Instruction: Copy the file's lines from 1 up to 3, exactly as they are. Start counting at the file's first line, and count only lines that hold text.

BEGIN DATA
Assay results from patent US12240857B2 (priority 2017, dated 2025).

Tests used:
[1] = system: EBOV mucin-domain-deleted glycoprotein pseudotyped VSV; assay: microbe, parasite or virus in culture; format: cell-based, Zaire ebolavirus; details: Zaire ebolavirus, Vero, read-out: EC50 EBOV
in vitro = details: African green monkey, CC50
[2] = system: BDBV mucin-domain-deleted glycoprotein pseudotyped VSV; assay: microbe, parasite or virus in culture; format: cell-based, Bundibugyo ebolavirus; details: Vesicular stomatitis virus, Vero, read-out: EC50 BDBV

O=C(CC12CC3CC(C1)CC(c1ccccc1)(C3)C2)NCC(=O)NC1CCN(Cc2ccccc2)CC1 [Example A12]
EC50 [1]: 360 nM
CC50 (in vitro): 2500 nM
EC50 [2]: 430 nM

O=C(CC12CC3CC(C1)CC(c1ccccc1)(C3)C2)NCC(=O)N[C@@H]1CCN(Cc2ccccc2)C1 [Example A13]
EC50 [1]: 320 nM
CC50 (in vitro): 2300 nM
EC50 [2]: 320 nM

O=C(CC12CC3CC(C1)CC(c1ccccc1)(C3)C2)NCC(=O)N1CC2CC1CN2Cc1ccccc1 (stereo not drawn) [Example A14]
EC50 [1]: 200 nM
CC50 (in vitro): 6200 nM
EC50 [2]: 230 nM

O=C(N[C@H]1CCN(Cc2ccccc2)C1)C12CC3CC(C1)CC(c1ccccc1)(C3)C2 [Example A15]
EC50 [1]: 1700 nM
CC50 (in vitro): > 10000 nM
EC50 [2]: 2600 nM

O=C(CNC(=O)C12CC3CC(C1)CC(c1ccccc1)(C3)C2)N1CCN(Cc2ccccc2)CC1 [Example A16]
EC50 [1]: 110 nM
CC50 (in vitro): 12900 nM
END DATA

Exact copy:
Assay results from patent US12240857B2 (priority 2017, dated 2025).

Tests used:
[1] = system: EBOV mucin-domain-deleted glycoprotein pseudotyped VSV; assay: microbe, parasite or virus in culture; format: cell-based, Zaire ebolavirus; details: Zaire ebolavirus, Vero, read-out: EC50 EBOV